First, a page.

The United States has criticized China’s construction of islands and build-up of military facilities in the sea and is concerned they could be used to restrict access the area.
The officials, speaking on condition of anonymity, said the USS Mustin sailed close to Mischief Reef in the Spratly Islands and carried out maneuvering actions.
Mischief Reef or Kagitingan Reef was controlled by the Philippines until China take over the place by building fisherman’s shelter in 1995.
China’s ministry said provocative behavior by the United States will only cause the Chinese military to strengthen its defense capabilities. It added that the USS Mustin had been warned by the frigates Huangshan and Zhenjiang, but the warship ignored.
“We demand the US side earnestly respects China’s sovereignty and security and the strong wishes of countries in the region to protect peace, stability, and tranquility, and not make trouble out of nothing and stir up havoc,” it said.
The patrol is the first operation since January, a day after U.S. President Trump signed a presidential memorandum that will target up to $60 billion in Chinese goods with duties.
Meanwhile, China’s navy will carry out combat drills in the West Philippine Sea, as the military’s describing the move as part of their regular annual exercises.
ASEAN China drills
China first proposed the joint military drills in 2015, but some ASEAN members objected as Beijing wanted them conducted in the South China Sea where there are overlapping claims.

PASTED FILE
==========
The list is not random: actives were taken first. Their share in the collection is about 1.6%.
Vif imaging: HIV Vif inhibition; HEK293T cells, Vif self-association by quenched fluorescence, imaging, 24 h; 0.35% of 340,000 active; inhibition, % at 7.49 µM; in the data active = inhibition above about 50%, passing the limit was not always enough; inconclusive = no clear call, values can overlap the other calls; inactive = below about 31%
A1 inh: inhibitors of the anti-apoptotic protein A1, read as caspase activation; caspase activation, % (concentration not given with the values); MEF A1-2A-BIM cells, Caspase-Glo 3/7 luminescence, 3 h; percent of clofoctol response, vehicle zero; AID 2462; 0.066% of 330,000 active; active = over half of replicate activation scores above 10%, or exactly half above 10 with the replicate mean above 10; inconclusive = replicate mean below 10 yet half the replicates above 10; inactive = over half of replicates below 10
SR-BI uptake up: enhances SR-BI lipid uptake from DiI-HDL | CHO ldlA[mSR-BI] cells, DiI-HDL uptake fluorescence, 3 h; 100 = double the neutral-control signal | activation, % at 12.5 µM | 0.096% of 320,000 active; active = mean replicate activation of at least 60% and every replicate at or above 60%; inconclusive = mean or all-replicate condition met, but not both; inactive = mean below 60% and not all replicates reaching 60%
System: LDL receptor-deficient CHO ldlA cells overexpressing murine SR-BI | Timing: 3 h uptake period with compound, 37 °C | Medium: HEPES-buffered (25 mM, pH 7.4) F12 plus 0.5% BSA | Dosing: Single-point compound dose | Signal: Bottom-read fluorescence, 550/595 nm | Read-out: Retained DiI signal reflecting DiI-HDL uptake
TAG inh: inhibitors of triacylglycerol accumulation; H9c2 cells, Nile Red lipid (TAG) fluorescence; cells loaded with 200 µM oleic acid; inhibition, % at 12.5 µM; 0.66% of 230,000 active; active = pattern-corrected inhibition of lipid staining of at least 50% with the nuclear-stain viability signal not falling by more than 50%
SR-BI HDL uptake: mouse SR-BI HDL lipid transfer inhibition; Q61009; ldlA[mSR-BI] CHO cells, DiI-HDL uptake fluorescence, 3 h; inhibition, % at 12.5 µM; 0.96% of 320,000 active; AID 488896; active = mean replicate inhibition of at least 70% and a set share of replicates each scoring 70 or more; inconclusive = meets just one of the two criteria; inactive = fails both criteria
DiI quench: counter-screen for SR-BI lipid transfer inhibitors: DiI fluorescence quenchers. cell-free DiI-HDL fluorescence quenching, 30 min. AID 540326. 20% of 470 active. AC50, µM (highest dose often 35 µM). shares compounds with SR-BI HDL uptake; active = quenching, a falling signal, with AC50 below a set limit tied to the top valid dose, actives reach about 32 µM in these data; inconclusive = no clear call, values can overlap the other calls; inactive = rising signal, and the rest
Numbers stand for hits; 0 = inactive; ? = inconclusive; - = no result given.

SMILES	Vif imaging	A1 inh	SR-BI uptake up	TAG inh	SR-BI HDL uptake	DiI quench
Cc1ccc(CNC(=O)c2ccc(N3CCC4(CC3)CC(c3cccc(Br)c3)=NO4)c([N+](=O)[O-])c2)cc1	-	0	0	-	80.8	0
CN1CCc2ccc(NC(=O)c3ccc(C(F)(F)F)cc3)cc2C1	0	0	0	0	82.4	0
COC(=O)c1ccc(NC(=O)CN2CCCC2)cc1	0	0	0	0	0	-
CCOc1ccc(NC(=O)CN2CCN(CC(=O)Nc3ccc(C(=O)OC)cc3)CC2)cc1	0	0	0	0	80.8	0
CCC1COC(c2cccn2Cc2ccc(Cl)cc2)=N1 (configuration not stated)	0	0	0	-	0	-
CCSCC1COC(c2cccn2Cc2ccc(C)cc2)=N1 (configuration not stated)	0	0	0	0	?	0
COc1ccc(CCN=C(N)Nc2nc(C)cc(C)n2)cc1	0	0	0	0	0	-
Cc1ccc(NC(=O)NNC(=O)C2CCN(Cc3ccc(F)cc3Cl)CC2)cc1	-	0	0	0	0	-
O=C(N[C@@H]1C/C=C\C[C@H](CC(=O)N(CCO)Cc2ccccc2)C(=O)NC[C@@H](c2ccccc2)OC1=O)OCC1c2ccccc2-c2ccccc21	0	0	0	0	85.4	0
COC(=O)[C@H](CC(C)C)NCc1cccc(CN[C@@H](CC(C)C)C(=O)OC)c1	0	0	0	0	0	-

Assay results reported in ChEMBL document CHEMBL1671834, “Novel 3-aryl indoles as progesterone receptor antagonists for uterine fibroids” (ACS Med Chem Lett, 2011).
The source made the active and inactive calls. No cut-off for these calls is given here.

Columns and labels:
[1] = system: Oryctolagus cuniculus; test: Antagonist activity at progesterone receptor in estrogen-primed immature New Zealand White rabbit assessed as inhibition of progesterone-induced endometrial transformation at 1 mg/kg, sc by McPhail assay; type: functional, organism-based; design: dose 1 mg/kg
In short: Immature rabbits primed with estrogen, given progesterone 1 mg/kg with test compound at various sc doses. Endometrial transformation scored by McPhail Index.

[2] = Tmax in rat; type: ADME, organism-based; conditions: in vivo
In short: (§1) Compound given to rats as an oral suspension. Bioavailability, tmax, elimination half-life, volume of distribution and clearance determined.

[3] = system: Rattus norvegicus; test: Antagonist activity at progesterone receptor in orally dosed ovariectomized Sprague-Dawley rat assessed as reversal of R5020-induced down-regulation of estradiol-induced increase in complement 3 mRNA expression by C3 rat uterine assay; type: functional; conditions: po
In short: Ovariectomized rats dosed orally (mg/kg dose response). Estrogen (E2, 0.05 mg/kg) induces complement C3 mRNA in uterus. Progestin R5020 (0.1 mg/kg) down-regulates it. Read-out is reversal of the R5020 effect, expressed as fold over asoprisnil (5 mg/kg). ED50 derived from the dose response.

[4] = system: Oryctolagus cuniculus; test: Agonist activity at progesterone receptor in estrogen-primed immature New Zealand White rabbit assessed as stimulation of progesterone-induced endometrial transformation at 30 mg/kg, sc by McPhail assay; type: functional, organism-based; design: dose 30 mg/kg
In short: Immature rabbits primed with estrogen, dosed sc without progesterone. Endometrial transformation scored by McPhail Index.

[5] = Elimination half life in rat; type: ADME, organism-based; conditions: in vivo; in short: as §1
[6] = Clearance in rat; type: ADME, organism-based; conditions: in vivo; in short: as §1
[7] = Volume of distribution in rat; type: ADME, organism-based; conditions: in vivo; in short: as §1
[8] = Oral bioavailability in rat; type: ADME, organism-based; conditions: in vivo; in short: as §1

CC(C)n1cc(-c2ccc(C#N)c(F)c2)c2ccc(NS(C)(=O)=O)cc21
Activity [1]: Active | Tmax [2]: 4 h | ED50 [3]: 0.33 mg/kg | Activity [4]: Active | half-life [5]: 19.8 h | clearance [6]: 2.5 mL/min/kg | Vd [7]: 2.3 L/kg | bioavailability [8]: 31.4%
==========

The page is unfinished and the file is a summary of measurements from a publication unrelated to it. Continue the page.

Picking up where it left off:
Military leaders from the ten members of the Association of Southeast Asian Nations and China agreed Tuesday to conduct joint military drills this year
The first time will be a tabletop exercise in China, possibly in October, while the second will be a field training exercise in waters of an ASEAN member state, probably the Philippines, in late November or December. Three preparatory meetings are planned to be held in Singapore and in China to map out details.
Aside from this activity, Britain said one of its warships would pass through the South China Sea to assert freedom-of-navigation rights.
Observers say China is developing its military capabilities by fortifying and building infrastructure on what were previously reefs and partially-submerged islets in the sea, where more than $5 trillion of trade passes every year.